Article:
Despite the independence granted to the EACC, ODPP and Judiciary by the constitution, these institutions faces several challenges, particularly with respect to mandate and resources. Most of the funds that EACC for instance receives goes towards meeting salaries and rent expenses, and less is allocated for operations thus unable to effectively carry out its mandate. The same can be argued for the other two. Moreover, EACC was understaffed and internal staff, including the leadership, requires further clarity of role, mandate and accountability.
Some of the major challenges that impact on prosecution of cases within ODPP, that also ends up affecting the effectiveness of the EACC and judiciary in general, include numerous objections such as judicial review applications and constitutional petitions; hostile, uncooperative and unavailable witnesses; shortage of Special Magistrates/anti-corruption courts, frequent transfers of magistrates, high turnover of investigators. 
It is not possible to establish from the data available, from EACC on effective investigation and prosecution of corruption cases in defence and security. This is because the data does not categorically specify by sector, where the cases that the EACC has managed to handle come from. Since 2003 to date, the EACC handled 554 cases with 289 of them having been convicted achieving a 52.1 per cent conviction. The rest of the cases (223) were aquittals while (42) were withdrawn. 
 Gafar Ayodeji, “Assessing the Strategies of the Defunct Kenya’s Anti-Corruption Commission (KACC): Lessons for the Ethics and Anti-Corruption Commission (EACC) (August 1, 2015) http://dx.doi.org/10.2139/ssrn.2638761
 Republic of Kenya. Report of the Task Force on the Review of the Legal, Policy and Institutional Framework for Fighting Corruption in Kenya. (Nairobi: Government Printer, 2015) 20-23
 “Convictions,” Ethics and Anti-Corruption Commission, December 2019, last accessed 15 September 2020, http://eacc.go.ke/default/wp-content/uploads/2019/12/Convictions-since-2003.pdf
Compare scores by country
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|Country||8a. Mandate and resources||8b. Independence||8c. Effectiveness|
|Albania||100 / 100||100 / 100||25 / 100|
|Algeria||0 / 100||NA||NA|
|Angola||0 / 100||NA||NA|
|Argentina||100 / 100||50 / 100||75 / 100|
|Armenia||75 / 100||75 / 100||75 / 100|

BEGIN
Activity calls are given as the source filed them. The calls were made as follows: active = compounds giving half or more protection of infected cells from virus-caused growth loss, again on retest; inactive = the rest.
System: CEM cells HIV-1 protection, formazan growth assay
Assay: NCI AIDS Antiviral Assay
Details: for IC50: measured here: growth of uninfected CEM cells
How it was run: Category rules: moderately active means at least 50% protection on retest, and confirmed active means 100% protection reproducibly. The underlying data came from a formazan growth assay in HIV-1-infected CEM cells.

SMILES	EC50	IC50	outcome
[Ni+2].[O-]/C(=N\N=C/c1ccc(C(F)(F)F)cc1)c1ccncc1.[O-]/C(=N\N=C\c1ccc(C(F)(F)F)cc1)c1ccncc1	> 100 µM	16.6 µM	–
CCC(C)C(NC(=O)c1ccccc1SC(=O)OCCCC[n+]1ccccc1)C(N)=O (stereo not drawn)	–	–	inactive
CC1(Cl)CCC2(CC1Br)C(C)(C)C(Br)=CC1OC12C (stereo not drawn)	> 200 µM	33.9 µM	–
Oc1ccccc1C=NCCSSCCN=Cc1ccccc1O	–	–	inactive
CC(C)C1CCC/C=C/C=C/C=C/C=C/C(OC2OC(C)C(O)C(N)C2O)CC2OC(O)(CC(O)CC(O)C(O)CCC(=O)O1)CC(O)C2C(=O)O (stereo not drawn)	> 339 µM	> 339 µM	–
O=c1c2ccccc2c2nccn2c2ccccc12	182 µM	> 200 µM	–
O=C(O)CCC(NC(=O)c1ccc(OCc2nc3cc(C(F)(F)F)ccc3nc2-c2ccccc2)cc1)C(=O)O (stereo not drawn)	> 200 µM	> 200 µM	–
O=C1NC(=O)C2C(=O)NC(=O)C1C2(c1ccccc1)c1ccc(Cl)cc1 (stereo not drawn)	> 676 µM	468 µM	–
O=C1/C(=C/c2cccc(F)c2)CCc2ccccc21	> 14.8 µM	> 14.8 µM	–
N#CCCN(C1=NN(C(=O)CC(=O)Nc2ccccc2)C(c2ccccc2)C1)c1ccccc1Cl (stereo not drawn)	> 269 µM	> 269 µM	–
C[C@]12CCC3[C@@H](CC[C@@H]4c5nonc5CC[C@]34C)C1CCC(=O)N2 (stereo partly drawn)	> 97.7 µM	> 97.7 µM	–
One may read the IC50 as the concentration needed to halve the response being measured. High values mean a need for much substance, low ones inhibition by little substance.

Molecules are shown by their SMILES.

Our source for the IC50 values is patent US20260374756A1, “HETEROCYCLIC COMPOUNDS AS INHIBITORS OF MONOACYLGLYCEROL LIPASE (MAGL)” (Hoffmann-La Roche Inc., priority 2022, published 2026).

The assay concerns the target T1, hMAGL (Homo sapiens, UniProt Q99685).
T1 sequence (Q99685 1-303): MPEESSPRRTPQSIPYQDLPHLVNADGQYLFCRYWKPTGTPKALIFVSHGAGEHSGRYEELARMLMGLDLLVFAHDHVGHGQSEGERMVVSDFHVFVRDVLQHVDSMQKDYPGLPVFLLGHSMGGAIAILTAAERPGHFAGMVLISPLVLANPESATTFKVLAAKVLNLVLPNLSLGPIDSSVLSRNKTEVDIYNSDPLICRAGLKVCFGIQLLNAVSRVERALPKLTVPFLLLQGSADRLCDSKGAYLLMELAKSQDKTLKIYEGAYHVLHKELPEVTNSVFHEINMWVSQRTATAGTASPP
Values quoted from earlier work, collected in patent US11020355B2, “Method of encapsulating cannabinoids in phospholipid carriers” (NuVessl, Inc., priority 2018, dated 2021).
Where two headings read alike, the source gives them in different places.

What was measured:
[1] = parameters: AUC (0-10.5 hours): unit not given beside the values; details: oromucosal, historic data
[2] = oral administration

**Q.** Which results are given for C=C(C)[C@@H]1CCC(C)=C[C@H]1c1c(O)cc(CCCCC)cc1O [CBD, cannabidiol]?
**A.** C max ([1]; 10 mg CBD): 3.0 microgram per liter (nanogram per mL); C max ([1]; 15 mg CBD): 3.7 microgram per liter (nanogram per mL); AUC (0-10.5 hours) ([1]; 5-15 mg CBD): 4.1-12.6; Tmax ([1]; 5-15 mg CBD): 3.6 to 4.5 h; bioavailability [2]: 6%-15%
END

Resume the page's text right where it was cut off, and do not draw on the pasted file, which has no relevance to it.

|Australia||75 / 100||100 / 100||75 / 100|
|Azerbaijan||25 / 100||25 / 100||25 / 100|
|Bahrain||0 / 100||NA||NA|
|Bangladesh||75 / 100||25 / 100||25 / 100|
|Belgium||75 / 100||100 / 100||75 / 100|
|Bosnia and Herzegovina||100 / 100||100 / 100||100 / 100|
|Botswana||25 / 100||50 / 100||50 / 100|
|Brazil||100 / 100||100 / 100||50 / 100|
|Burkina Faso||50 / 100||0 / 100||0 / 100|
|Cameroon||50 / 100||0 / 100||50 / 100|
|Canada||75 / 100||100 / 100||75 / 100|
|Chile||50 / 100||25 / 100||50 / 100|
|China||75 / 100||0 / 100||75 / 100|
|Colombia||NEI||75 / 100||75 / 100|
|Cote d'Ivoire||50 / 100||25 / 100||25 / 100|
|Denmark||75 / 100||50 / 100||50 / 100|
|Egypt||50 / 100||0 / 100||0 / 100|
|Estonia||75 / 100||50 / 100||50 / 100|
|Finland||100 / 100||50 / 100||NEI|
|France||50 / 100||50 / 100||75 / 100|
|Germany||75 / 100||100 / 100||100 / 100|
|Ghana||50 / 100||0 / 100||25 / 100|
|Greece||0 / 100||NA||NA|
|Hungary||75 / 100||25 / 100||50 / 100|
|India||75 / 100||50 / 100||50 / 100|
|Indonesia||75 / 100||25 / 100||25 / 100|
|Iran||50 / 100||0 / 100||0 / 100|
|Iraq||50 / 100||0 / 100||0 / 100|
|Israel||75 / 100||100 / 100||75 / 100|
|Italy||75 / 100||75 / 100||100 / 100|
|Japan||75 / 100||100 / 100||75 / 100|
|Jordan||50 / 100||50 / 100||25 / 100|
|Kenya||75 / 100||50 / 100||50 / 100|
|Kosovo||75 / 100||100 / 100||50 / 100|
|Kuwait||25 / 100||0 / 100||25 / 100|
|Latvia||75 / 100||75 / 100||100 / 100|
|Lebanon||50 / 100||50 / 100||25 / 100|
|Lithuania||75 / 100||100 / 100||50 / 100|
|Malaysia||100 / 100||100 / 100||100 / 100|
|Mali||50 / 100||NEI||0 / 100|
|Mexico||100 / 100||50 / 100||NEI|
|Montenegro||75 / 100||25 / 100||25 / 100|
|Morocco||0 / 100||NA||NA|
|Myanmar||25 / 100||0 / 100||0 / 100|
|Netherlands||100 / 100||50 / 100||50 / 100|
|New Zealand||100 / 100||100 / 100||NEI|
|Niger||50 / 100||25 / 100||50 / 100|
|Nigeria||50 / 100||100 / 100||25 / 100|
|North Macedonia||75 / 100||75 / 100||75 / 100|
|Norway||100 / 100||75 / 100||75 / 100|
|Oman||0 / 100||NA||NA|
|Palestine||50 / 100||0 / 100||25 / 100|
|Philippines||50 / 100||0 / 100||50 / 100|
|Poland||75 / 100||50 / 100||50 / 100|
|Portugal||75 / 100||100 / 100||50 / 100|
|Qatar||0 / 100||NA||NA|
|Russia||50 / 100||25 / 100||75 / 100|
|Saudi Arabia||25 / 100||NA||NA|
|Serbia||50 / 100||25 / 100||NEI|
|Singapore||75 / 100||100 / 100||100 / 100|
|South Africa||75 / 100||50 / 100||NEI|
|South Korea||100 / 100||75 / 100||50 / 100|
|South Sudan||0 / 100||0 / 100||NEI|
|Spain||50 / 100||NEI||50 / 100|
|Sudan||0 / 100||NA||NA|
|Sweden||100 / 100||100 / 100||25 / 100|
|Switzerland||75 / 100||75 / 100||75 / 100|
|Taiwan||100 / 100||100 / 100||75 / 100|
|Tanzania||50 / 100||25 / 100||NEI|
|Thailand||100 / 100||100 / 100||25 / 100|
|Tunisia||50 / 100||50 / 100||NEI|
|Turkey||0 / 100||NA||NA|
|Uganda||50 / 100||50 / 100||50 / 100|
|Ukraine||75 / 100||0 / 100||75 / 100|
|United Arab Emirates||0 / 100||NA||NA|
|United Kingdom||100 / 100||100 / 100||100 / 100|
|United States||100 / 100||25 / 100||100 / 100|
|Venezuela||0 / 100||NA||NA|
|Zimbabwe||50 / 100||100 / 100||25 / 100|